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UK security services have reportedly told nuclear power stations to bolster their cyber defences in the face of increased threats.
Government officials have warned that terrorists, foreign spies and “hacktivists” are looking to exploit “vulnerabilities” in the nuclear industry’s internet defences, according to the Telegraph.
UK energy minister Jesse Norman is quoted as saying that nuclear plants must make sure that they “remain resilient to evolving cyber threats”.
However, he said the government is fully committed to defending the UK against cyber threats, and that the Civil Nuclear Cyber Securty Strategy published in February 2017 sets out ways to ensure that the civil nuclear sector can defend against, recover from and remain resilient to evolving cyber threats.
According to the strategy, the volume and complexity of cyber attacks against the UK are growing and the range of actors is widening.
“The threat is becoming increasingly global and asymmetric. Both states and non-state actors can use easily-available cyber tools for destructive purposes,” the strategy states.
The strategy sets out a voluntary roadmap to enable organisations in the civil nuclear sector to meet the increasing threat from cyber, and will support the development of cyber security capability of the sector, ensuring organisations will be able to comply with current and new regulation as well as being able to recover from compromises.
However, for this to be achieved, the strategy said civil nuclear sector needs to work as a partnership between the government, regulator and industry, with clear roles and responsibilities which are understood and agreed.
The strategy warns that the nuclear industry has to do more to protect itself, saying current mechanisms for sharing information in relation to vulnerabilities and how compromises have been addressed will need to be strengthened and enhanced to ensure good practice is shared, and continuous improvement can be made.
In November 2016, veteran US investigative reporter Ted Koppel said a cyber attack on the US power grid is likely, but preparations for such an event are not up to scratch.
“We are our own worst enemies,” he told Intel Security’s annual Focus conference in Las Vegas, saying that despite the risk of a cyber attack blackout, the US is unprepared for the consequences.
Peter Carlisle, vice-president for Europe, Middle East and Africa at Thales e-Security believes cyber attacks against critical national infrastructure are set to increase dramatically as criminals develop “increasingly heinous methods” to jeopardise the UK’s national security.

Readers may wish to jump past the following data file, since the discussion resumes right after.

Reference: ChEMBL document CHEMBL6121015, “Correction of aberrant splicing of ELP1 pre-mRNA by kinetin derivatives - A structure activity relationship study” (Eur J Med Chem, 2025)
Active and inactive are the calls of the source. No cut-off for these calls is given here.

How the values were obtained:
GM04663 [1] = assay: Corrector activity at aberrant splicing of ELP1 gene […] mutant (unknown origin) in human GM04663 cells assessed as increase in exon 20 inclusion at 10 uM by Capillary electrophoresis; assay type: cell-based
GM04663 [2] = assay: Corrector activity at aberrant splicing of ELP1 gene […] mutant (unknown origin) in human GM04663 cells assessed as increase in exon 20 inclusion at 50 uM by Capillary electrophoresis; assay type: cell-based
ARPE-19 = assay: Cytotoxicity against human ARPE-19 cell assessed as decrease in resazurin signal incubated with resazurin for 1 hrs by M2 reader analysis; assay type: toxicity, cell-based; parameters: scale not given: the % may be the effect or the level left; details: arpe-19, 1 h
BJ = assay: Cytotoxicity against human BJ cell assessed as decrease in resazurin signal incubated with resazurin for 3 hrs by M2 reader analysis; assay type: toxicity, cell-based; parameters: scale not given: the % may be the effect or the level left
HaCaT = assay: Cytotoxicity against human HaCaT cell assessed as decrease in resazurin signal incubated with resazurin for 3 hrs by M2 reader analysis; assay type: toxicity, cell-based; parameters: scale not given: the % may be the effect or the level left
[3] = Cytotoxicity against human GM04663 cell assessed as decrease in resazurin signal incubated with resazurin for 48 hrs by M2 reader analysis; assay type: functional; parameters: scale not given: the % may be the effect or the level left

“From power stations to the transport network, the risk to the public remains severe, especially if hackers are able to gain access to electronic systems.
“To tackle this, the security industry must stand shoulder to shoulder with the government to protect data and critical infrastructure from attack, and ensure hostile forces never have the opportunity to do us harm,” he said.
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Malcolm Murphy, technology director at network management firm Infoblox said attacks against IT networks are becoming increasingly common, and, if carried out against critical national infrastructure, can represent a significant threat to national security.
“In addition to the damage caused to the networks themselves, a DDoS [distributed denial of service] attack on an organisation’s domain name system [DNS] can be used to prevent communication of and around the attacks, causing confusion and panic as seen in the attack on the Ukraine power grid in 2015,” he said.
“The DNS is a mission-critical piece of network infrastructure used by all organisations without which networks cannot function. Often inadequately protected by traditional security solutions, it remains a vulnerable network component frequently used as an attack vector by cyber-criminals.
“With botnets available for hire for relatively small sums of money online, DNS-based DDoS attacks are becoming increasingly easy for cyber criminals to carry out, and in their efforts to defend the country against the growing cyber threat, organisations responsible for the security of critical infrastructure should be making DNS protection a top priority,” he said.
Most UK businesses have little visibility or control over their DNS servers and services, even though they are a key component of businesses’ infrastructure and security profile, a report published in March 2017 revealed.
Only 8% of companies polled claim to have full visibility across all areas of DNS, including frequency of dropped requests, cache poisoning, latency and overall load on DNS infrastructure, rendering it impossible to ensure a consistent service to internal and external internet users.